The biggest thing about owning the Dalmatian is having the ability to keep up with their high energy needs. A lot of people think they’re getting a complete different dog, one that is mellow. When they first get a Dal, it can be overwhelming, which is one reason so many Dalmatians have wound up at a pet shelter or rescue. Make sure you can handle the energy, you should have the room for your Dal to run around and play with. Exercise is a must, at least 45 minutes to an hour per day.
Early socialization and training is another must. You have to train your Dal to know who is boss and how to interact with strangers, children and pets. Positive and consistent reinforcement is the best measure to get a positive result. That in mind, this is a breed that doesn’t like to be alone for long periods of time. They need constant companionship, and at times, this is a breed that can be stubborn during training. Again, resilience and positivity will go a long way with the Dal.
All in all. this is a breed that is best off with a person who has experience with high energy breeds. Someone with space, as this breed isn’t best with apartment life.
Feeding your Dalmatian may not be the same as you would with other breeds. The Dal must have a high quality protein diet. Moderate amounts of beef, poultry and fish is advisable. You should feed your Dalmatian a top quality kibble at about 3 to 5 cups per day.
Of course, how much your Dal eats isn’t necessary a reflection overall for the breed. Certain factors like activity, metabolism, and age can play a role in how much your Dal eats daily. Regardless, you should watch how much purine your Dal consumes. One suggestion is feeding your Dal lean chicken and turkey with proteins levels at about 20 to 24 percent. This will help with their urinary issues, due to the breed’s inability to properly digest purine.
As always, you should provide your Dalmatian with plenty of fresh drinking water. This is a biggie with the breed.
If you know one thing about the Dalmatian, that is their glossy and sleek looking coat. The trademark spots, which interestingly, no coat of this breed is ever the same with regards to the amount of spots.
Their frequent shedding coat is short and dense, just as it is close fitting with fine hair. It is considerably easy to groom, but weekly brushing will be necessary to keep the coat at a plus.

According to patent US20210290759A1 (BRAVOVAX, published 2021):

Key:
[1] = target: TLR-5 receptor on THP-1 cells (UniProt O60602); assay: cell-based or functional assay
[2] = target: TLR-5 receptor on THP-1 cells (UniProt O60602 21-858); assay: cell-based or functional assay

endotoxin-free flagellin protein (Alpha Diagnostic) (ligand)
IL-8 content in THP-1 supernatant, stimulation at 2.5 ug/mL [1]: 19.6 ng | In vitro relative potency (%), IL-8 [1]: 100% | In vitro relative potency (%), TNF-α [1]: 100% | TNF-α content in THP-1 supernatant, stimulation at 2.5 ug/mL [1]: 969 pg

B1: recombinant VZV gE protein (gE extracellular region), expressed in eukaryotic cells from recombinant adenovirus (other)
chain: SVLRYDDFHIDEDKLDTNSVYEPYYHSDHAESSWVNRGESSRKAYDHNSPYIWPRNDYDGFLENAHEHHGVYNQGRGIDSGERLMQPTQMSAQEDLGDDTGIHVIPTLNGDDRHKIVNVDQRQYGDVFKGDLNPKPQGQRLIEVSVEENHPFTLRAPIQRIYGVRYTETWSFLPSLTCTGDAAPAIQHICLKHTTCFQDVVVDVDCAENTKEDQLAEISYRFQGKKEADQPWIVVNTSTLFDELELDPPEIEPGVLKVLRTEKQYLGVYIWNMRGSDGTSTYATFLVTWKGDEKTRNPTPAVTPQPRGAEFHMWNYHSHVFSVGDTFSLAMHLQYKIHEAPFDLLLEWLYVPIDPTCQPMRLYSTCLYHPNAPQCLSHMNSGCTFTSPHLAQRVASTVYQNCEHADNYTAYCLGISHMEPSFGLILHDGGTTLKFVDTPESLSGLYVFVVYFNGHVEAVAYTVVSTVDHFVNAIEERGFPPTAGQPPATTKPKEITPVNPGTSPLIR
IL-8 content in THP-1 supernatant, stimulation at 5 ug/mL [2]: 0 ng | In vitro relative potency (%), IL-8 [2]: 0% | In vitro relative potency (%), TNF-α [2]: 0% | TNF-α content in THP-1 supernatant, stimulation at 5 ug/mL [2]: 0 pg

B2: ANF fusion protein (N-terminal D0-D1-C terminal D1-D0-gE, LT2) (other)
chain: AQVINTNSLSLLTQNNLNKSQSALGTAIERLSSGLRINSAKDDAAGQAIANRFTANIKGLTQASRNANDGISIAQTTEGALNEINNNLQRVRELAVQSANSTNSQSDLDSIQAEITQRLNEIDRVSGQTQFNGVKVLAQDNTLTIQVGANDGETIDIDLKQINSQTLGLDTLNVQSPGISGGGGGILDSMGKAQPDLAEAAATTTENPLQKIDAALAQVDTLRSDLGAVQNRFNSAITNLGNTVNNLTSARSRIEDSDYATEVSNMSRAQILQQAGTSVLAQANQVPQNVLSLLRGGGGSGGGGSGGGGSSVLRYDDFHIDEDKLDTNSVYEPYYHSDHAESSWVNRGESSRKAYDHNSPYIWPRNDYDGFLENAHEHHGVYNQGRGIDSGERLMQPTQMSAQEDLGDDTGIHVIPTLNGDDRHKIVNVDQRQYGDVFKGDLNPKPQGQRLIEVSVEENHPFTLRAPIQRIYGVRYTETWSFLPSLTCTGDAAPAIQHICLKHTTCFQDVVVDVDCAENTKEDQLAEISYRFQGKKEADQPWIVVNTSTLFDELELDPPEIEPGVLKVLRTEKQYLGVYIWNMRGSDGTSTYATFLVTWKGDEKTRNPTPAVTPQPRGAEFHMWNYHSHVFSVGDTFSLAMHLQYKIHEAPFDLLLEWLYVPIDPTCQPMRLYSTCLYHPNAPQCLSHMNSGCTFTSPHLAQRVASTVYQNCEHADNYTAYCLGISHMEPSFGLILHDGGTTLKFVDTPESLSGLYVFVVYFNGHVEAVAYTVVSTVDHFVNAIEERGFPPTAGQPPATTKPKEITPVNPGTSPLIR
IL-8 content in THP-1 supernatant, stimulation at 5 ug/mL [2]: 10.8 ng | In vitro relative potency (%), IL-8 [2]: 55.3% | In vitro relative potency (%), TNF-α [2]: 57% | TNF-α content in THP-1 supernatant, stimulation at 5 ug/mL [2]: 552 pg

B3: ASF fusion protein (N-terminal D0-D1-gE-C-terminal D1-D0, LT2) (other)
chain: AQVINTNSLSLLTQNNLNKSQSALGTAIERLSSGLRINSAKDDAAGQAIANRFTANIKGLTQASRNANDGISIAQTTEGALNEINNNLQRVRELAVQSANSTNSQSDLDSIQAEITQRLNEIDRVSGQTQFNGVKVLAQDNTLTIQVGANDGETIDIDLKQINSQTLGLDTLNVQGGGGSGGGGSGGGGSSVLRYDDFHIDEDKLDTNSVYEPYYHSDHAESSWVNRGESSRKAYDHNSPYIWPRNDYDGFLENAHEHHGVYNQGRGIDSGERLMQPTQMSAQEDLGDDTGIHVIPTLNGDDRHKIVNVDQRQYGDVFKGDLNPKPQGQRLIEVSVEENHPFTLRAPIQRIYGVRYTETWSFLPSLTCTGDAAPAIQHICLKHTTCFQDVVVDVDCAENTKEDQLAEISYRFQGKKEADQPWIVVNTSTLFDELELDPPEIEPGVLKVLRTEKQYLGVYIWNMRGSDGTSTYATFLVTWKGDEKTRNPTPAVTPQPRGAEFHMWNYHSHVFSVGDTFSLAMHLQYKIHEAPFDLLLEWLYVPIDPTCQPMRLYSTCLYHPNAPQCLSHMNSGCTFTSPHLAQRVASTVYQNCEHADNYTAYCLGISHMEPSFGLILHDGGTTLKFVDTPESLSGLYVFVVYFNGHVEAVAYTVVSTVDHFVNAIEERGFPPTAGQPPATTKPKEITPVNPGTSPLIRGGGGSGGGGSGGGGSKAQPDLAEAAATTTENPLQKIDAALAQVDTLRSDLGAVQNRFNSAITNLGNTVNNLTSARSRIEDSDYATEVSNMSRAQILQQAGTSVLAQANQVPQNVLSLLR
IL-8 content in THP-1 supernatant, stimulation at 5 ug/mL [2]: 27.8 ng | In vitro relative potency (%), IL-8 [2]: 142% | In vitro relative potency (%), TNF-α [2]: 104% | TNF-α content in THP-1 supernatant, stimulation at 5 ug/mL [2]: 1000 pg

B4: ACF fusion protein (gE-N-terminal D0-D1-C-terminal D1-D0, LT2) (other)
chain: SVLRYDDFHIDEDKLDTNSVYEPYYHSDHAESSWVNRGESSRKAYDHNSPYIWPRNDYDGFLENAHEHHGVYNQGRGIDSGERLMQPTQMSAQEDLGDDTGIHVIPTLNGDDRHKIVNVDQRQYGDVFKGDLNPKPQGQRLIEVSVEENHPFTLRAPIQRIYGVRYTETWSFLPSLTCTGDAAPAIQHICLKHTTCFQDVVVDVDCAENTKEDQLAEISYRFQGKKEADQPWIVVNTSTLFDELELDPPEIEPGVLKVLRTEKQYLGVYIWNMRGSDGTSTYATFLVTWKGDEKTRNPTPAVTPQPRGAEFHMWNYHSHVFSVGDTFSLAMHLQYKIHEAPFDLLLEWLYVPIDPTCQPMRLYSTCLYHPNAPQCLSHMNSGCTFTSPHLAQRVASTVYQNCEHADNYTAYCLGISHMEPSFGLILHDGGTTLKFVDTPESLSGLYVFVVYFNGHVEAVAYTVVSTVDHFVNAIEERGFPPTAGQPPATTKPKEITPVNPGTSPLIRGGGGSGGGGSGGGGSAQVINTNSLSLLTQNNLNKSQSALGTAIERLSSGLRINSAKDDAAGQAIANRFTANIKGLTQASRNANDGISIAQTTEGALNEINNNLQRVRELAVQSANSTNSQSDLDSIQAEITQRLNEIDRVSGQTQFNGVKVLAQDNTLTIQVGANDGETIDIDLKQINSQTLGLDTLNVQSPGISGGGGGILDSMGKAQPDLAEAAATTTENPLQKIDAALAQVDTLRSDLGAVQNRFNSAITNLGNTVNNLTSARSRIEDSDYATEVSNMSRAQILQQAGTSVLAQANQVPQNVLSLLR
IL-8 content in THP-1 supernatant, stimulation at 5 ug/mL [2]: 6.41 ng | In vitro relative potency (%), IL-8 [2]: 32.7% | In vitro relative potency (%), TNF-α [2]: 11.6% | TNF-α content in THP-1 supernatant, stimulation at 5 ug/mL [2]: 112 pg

Aside from the spots, there are no markings for this breed, according to the American Kennel Club’s standards. There are two colors, white and black, white and liver brown.
Fun Dalmatian Facts
- The Dal was once known as the Carriage Dog, Firehouse Dog, Plum Pudding Dog, Leopard Carriage Dog and Spotted Coach Dog.
- Dalmatians are born without spots and as puppies start getting their spots at about three to four weeks.
- According to the United Kennel Club, the Dal may be from India as far as 5,000 years ago.
- The Canadian Kennel Club claims the Dalmatian is the only breed with spots.
- George Washington was a big fan of Dals as well as Terriers, English Spaniel and Hounds.
- Famous Dal owners: Paula Abdul, Duchess of York, Sarah Ferguson, Michael J Fox, Melanie Griffith, Melissa Joan Hart, Sublime’s Brad Nowell, John Wayne and Pablo Picasso.
The Dalmatian is the perfect dog for someone who loves to hike, jog, or leads a very active lifestyle. Oh, it doesn’t hurt if you are a firefighter by trade and own a horse, as Dals have an affinity for the animal.
One thing can be said about the Dalmatian, and that is, you have to make sure that you area ready for the type of dog with this amount of activity. If you are, and if you can keep up with their energy requirements, then the Dalmatian is a wonderful companion, that is loyal, loving, and highly entertaining.